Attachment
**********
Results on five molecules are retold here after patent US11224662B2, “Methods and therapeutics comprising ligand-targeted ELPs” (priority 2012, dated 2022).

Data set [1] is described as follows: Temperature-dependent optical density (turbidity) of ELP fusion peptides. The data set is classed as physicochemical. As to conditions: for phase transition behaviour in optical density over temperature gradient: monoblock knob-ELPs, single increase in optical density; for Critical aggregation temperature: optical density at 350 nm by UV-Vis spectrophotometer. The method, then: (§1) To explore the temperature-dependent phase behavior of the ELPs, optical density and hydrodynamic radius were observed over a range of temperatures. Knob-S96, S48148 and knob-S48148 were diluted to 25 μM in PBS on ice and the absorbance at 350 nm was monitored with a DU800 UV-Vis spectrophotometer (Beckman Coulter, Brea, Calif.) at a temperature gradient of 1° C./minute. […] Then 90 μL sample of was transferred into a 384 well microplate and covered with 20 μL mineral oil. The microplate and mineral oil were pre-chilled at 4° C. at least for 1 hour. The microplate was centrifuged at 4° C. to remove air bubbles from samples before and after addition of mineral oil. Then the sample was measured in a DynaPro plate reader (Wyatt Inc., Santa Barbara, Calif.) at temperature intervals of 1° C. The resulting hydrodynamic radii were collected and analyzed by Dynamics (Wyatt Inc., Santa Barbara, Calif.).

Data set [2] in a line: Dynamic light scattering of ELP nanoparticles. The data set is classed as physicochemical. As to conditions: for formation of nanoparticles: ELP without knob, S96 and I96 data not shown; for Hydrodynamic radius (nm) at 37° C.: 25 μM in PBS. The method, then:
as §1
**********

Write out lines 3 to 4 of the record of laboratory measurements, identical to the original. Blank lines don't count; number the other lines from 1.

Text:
Data set [2] in a line: Dynamic light scattering of ELP nanoparticles. The data set is classed as physicochemical. As to conditions: for formation of nanoparticles: ELP without knob, S96 and I96 data not shown; for Hydrodynamic radius (nm) at 37° C.: 25 μM in PBS. The method, then:
as §1